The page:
After looking carefully at these children while writing this post, I knew their names had to come from somewhere, maybe a will or Bible record. I had no doubt that there was some document that linked all these siblings, even though I couldn't find a tree on Ancestry that cited that record. Some of these siblings stayed in Scott County, some moved to other locations in Virginia, others moved to various locations in Kentucky. How would you ever identify them as coming from the same family unless there was some evidence? While I didn't completely trust the names I copied from other people's trees on Ancestry, there did seem to be some facts--origin in Scott Co., residence in other locations associated with this family--that made the names plausible.

And then, when I had almost finished this post, I found the record upon which this list of siblings was based. It was attached on an Ancestry tree to Elizabeth Bays, a child of William and Rachel that I didn't even have on my list. I am grateful to the Bays researcher who found the document--a court case--in the records of the Virginia Chancery Court and transcribed the portion of the file that would be most helpful to genealogists. He also provided the link to the actual record, 
which I read.

Ironically, the court case was brought by my ancestor, Anna Sargent, against her mother and siblings, claiming that she had not received a fair portion of her deceased father's estate. The list of defendants corroborated the list of siblings I copied from Ancestry, with one exception. While many trees list Joel Bays as one of the children of William and Rachel Bays, it turns out it is really his wife Elizabeth who was their child, and her husband Joel was her first cousin. The transcription of the court case was attached to this Elizabeth on a family tree to prove that she, not her husband Joel, was the child of William and Rachel Bays.

The court case gave me quite another shock when the original complaint listed the widow of William Bays as "Rebecca." I just couldn't figure out how William could have remarried since his wife Rachel appears as head of household in 1830 and didn't die until 1846. Apparently, the name Rebecca was an error, as later the court records list the widow many times as "Rachel."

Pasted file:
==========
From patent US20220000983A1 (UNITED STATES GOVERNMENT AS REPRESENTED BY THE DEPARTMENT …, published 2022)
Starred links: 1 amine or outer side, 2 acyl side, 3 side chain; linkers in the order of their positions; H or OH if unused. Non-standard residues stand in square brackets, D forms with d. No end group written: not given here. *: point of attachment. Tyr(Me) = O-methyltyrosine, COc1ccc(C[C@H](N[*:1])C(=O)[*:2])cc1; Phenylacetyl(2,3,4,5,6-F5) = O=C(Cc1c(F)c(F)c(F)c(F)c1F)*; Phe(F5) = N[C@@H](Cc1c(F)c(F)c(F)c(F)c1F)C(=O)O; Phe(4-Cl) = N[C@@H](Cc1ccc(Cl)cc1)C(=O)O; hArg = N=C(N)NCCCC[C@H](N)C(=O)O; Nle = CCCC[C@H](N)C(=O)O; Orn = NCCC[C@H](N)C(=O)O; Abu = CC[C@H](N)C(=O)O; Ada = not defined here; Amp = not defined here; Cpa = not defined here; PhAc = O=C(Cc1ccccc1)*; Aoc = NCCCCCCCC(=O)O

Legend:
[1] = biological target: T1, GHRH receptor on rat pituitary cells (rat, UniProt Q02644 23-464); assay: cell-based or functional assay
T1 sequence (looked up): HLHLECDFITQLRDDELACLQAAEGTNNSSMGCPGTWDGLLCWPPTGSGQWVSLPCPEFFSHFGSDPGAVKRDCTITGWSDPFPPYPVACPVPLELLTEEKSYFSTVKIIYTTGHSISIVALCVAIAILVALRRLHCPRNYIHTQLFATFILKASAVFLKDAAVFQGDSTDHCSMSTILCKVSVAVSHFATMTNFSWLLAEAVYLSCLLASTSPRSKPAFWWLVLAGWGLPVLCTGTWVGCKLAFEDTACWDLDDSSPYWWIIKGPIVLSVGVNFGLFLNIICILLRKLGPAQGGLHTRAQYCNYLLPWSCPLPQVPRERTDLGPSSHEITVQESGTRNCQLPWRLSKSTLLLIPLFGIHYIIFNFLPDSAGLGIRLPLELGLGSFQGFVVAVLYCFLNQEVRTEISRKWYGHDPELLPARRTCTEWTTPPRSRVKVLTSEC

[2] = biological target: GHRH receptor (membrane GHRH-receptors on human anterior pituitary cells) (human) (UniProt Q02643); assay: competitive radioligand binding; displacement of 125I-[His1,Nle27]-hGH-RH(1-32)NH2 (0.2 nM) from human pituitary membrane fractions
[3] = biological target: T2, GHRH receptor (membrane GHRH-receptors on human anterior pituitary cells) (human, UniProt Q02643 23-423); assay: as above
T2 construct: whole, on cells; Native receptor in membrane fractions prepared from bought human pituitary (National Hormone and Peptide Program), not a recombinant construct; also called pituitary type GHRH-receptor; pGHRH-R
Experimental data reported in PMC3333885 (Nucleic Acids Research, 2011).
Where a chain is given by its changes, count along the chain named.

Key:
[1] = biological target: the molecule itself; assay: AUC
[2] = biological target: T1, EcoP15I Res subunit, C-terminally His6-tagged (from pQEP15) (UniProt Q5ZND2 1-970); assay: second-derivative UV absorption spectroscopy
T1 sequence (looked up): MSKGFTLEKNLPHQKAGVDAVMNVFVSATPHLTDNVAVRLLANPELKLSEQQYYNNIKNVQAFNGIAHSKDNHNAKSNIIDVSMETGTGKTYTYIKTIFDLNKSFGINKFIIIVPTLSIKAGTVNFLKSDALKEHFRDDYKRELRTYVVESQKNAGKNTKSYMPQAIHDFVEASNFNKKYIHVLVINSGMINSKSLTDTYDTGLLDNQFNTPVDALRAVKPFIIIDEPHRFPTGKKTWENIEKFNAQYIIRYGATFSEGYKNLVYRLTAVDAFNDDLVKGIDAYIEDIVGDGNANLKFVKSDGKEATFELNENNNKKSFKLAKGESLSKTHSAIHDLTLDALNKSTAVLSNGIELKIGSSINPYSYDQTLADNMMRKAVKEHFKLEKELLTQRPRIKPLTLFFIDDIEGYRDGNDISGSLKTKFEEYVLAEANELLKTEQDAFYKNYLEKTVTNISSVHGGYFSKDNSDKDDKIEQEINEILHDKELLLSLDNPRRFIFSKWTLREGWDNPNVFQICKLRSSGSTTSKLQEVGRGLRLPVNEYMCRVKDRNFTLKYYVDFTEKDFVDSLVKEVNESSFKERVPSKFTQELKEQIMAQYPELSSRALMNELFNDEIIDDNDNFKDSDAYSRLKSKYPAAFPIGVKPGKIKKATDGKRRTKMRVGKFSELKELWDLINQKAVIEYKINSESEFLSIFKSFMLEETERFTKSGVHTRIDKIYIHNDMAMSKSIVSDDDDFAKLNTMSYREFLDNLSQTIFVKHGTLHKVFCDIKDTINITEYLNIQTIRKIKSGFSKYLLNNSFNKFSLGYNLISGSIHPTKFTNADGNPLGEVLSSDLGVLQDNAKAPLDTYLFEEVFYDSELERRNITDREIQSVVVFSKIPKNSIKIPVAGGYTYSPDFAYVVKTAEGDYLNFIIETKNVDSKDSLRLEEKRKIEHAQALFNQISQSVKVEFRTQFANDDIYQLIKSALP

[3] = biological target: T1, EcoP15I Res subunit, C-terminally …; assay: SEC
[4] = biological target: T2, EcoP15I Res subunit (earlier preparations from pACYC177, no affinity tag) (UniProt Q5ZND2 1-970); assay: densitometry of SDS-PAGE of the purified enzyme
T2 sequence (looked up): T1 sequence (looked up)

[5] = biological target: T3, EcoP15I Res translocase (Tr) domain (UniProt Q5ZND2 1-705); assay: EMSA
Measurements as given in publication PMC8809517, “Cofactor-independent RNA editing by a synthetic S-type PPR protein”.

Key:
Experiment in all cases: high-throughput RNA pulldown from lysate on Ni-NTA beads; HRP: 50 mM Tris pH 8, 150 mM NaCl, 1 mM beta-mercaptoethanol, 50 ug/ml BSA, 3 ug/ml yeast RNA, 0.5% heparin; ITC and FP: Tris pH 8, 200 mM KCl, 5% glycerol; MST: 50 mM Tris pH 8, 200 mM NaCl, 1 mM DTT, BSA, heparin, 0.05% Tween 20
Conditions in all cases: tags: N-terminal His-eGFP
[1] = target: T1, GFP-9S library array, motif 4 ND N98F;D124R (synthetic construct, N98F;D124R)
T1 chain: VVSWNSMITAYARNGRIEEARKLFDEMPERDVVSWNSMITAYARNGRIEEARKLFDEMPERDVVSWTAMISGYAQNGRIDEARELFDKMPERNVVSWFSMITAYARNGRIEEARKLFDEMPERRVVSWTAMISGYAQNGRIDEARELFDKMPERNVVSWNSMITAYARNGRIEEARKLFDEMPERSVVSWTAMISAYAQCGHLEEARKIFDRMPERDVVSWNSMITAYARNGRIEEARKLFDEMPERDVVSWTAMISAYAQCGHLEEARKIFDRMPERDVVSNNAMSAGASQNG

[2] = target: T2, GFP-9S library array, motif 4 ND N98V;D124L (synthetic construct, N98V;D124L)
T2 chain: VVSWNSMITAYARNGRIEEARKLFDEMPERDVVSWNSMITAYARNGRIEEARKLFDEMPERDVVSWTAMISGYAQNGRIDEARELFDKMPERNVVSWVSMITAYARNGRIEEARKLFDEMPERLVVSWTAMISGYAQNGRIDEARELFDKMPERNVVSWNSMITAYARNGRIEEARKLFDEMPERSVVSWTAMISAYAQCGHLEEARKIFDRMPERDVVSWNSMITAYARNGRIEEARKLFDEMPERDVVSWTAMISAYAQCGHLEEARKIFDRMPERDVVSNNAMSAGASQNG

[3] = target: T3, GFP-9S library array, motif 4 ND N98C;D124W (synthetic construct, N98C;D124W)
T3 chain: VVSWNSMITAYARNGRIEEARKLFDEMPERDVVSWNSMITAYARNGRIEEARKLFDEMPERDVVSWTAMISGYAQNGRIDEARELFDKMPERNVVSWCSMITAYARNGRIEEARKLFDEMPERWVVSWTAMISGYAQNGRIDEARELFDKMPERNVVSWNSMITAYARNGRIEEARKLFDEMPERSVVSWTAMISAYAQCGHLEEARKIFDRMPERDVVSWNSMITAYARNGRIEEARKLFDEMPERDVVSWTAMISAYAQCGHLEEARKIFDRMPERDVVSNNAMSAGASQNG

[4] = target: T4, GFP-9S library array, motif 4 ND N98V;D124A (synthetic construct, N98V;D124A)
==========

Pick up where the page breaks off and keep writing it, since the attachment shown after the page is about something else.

The suit was brought against "1 Charles Bays, 2 Joel Bays and Elizabeth his wife, 3 John Bays, 4 Thomas Cody and Polly his wife, 5 Isaac Gray and Rebecca his wife, 6 John Barker and Sarah his wife, 7 William Bays, 8 Peter C. Bays children & heirs of William Bays deceased and also against Rebecca [sic] Bays widow of said William deceased." It states that William died in 1827, and the estate was divided in 1831. 


Original complaint brought by Ann Sergeant against her siblings and mother

Anna Sergeant complained that she had not received her portion of one of the tracts of land owned by her father. Reading the descriptions of the land makes me wonder how the metes and bounds system could have ever worked well. Hardly anyone could agree on the extent of the tracts or how much they were worth. What I found really entertaining was how many ways they could spell the word we know as "moccasin," as in Moccasin Creek. Most prevalent were "moqueson" and "mokasin."

Here are the children listed in the court case and thus the children of William and Rachel Bays:

Defendant #1 was Charles Bays. I found him at 65 years old on the 1850 Floyd County KY census and therefore born about 1785. He was the head of household of a family including wife Susannah and four children. All members of the family were born in Virginia. Floyd County KY was a transition residence for many of my Morgan/Magoffin County ancestors.

Elizabeth Bays, defendant #2 along with her husband Joel, was 66 on the 1850 Scott County census (Western District) and therefore born about 1784. She is listed on the census with her husband Joel Bays, age 68, and their daughter Malinda, age 23. Elizabeth and Joel were born in Virginia, but Malinda was born in Tennessee. Next door is William Bays, age 26, born in Tennnessee, most likely the son of Elizabeth and Joel.